The High Window by Raymond Chandler

I don’t have a lot of willpower. I can be stubborn, I can be persistent, but they’re other things entirely. But willpower. Put an item in front of me that I either like or suspect I will enjoy and I find it tricky to turn my interest elsewhere. This makes me a rather bad dieter, a fluctuating exerciser, an ‘accidental’ book and handbag buyer, and a regular flirt. It should also help give you an idea of just how hard I’m finding it right now to not write this entire review of Raymond Chandler’s The High Window in a Chandler-esque fashion. Because how on earth can one resist using such stylish expression?

Chandler’s writing, and the narration of his character Phillip Marlowe in particular, invites mimicry. Everyone thinks they can do it and everyone thinks they do it fairly well. Some people do it and don’t even realise who they’re imitating, such has Chandler’s style weaved its way through the gullies of our collective subconscious. The reason for this, I think, is because of the appeal of his storytelling style, of the language that he uses, of the specific and often slightly quirky observations he makes, of the dry wit. Boil all that down and we end up with words. The words he chose and way he uses them. A fellow blogger recently reviewed The Big Sleep, which has also been reviewed on Pile o’ Books before, by simply listing some of his favourite sentences from the novel. It was a cool way to talk about the appeal of Chandler’s style in an entertaining way, and to be honest I wish I had thought to do it first. Because for me, the pleasure of reading Chandler is all in the kick I get out of coming across his descriptions and observations, of reading his snappy dialogue, of hearing Marlowe’s comebacks to the clients, broads and scumbags who pepper his cases.

This is usually the general area of a post where I would attempt to give a brief rundown of the plot of the book I’m discussing, but you know what, I’m starting to realise that I don’t really read Chandler for the ‘story’. Sure, sure, private detective tale, someones wants the hero to find something, someone is dead, some crazy bird is causing a fuss, our hero must sort out everything for all involved, get paid and try not to wind up dead in a ditch himself. I dig that kind of thing, I do. And we all know that Chandler is the writer other crime writers should erect a small shrine to and give thanks that he made detective stories what they are. But! I confess that in the end, at least with The High Window,  I wasn’t as concerned about what had happened to the coin, who’d copied what, double-crossed who, wanted which person dead, pushed which chap out of a window. I mean sure, I paid some attention—I was reading the book after all—but the ‘whodunnit’ and the ‘wotsgunnahappen’ were not my main focuses. I was more wrapped up in the words and phrases and descriptions. And if you read my post from last year on the Big Sleep, you’ll see that what I gushed about the whole time were these exact things.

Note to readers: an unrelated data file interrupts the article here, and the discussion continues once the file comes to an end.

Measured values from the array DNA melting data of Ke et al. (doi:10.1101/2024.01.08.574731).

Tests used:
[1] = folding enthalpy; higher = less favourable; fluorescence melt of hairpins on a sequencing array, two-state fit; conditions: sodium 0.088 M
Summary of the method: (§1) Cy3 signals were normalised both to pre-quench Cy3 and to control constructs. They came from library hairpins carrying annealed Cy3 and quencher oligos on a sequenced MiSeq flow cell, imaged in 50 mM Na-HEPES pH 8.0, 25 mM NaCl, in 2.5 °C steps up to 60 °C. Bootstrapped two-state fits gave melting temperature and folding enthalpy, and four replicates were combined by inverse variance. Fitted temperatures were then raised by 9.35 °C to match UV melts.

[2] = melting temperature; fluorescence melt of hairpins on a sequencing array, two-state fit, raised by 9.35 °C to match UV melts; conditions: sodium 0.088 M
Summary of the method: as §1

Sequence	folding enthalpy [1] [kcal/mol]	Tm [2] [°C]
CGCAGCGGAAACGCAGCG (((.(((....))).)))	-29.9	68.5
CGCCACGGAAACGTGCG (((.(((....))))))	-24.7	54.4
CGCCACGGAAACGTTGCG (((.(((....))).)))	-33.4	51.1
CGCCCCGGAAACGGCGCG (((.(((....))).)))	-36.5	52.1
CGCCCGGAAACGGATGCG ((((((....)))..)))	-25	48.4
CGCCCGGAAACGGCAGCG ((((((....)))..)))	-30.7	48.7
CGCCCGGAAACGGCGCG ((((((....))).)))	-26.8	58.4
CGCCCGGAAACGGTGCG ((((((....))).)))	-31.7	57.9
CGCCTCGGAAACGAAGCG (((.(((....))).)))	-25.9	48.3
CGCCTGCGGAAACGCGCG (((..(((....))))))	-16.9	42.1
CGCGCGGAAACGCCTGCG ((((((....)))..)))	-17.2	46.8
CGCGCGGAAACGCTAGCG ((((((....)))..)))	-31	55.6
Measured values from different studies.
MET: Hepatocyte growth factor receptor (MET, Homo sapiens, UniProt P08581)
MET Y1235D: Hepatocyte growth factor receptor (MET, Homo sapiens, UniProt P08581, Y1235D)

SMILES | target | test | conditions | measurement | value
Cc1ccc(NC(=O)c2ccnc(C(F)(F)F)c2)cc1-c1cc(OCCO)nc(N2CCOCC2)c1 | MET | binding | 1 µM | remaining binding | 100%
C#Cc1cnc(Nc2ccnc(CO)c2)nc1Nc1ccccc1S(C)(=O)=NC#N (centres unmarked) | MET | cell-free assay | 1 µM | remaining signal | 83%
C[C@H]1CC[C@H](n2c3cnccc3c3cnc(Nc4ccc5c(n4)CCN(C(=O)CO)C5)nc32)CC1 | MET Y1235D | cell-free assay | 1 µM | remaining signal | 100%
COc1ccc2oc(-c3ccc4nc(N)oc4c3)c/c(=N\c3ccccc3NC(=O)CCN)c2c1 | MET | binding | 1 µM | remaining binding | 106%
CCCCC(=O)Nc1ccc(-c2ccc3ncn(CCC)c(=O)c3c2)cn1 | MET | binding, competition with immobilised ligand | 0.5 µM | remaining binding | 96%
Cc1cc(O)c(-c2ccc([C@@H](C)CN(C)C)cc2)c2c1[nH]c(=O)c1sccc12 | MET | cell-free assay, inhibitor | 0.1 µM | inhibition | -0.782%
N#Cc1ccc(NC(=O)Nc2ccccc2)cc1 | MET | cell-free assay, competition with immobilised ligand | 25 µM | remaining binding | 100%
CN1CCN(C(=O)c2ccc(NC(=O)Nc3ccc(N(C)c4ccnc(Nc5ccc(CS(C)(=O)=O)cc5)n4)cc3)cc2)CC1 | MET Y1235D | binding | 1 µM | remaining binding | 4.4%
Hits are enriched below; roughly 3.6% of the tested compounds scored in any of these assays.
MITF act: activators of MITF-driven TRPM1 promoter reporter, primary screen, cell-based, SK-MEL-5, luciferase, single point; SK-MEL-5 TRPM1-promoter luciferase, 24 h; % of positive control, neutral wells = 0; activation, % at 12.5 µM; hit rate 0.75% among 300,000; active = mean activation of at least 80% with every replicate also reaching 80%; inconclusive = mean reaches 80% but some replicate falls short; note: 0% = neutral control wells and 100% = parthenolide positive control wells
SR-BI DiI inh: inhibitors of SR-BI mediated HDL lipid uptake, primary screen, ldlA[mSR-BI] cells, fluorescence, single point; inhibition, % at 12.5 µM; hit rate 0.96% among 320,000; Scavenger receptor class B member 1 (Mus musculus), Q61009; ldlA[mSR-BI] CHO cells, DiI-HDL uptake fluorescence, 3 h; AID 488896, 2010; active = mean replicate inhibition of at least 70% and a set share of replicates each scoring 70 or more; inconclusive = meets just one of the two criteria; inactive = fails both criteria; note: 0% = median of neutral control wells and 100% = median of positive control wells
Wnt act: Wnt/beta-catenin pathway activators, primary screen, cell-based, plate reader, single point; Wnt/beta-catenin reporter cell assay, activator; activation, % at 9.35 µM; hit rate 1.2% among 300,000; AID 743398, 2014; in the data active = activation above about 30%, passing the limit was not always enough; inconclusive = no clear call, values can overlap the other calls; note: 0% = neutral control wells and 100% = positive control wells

So here is a rather short, crass review of Raymond Chandler’s The High Window, from a so-called avid and wide reader who may need her head read: ‘Words good, plot passable. Will read novels written by this author again but won’t necessarily be breaking into the local second-hand bookstore to snaffle another noir crime special on the double.’ (But can we make that a double? Thanks.)

I read The High Window in p-book form. If I had read it on my Kindle I would have used the highlighting tool on every second page. And because I read a paper version this book is sitting on my (currently sparsely inhabited) bookshelf in London. If you happened to be gawking about my bedroom, spied the novel and pointed at it, I would tell you that Raymond Chandler is a wonderful writer, a superb stylist and that reading The Big Sleep was a joyous experience for me. So read The Big Sleep first. And if you fall in love with the words and style of this breakthrough crime fiction writer, then you can read The High Window and enjoy those types of words and that same style all over again. You just may not recall exactly what happened to that coin, or perhaps, in the end,  just not care so much.

C is for Chandler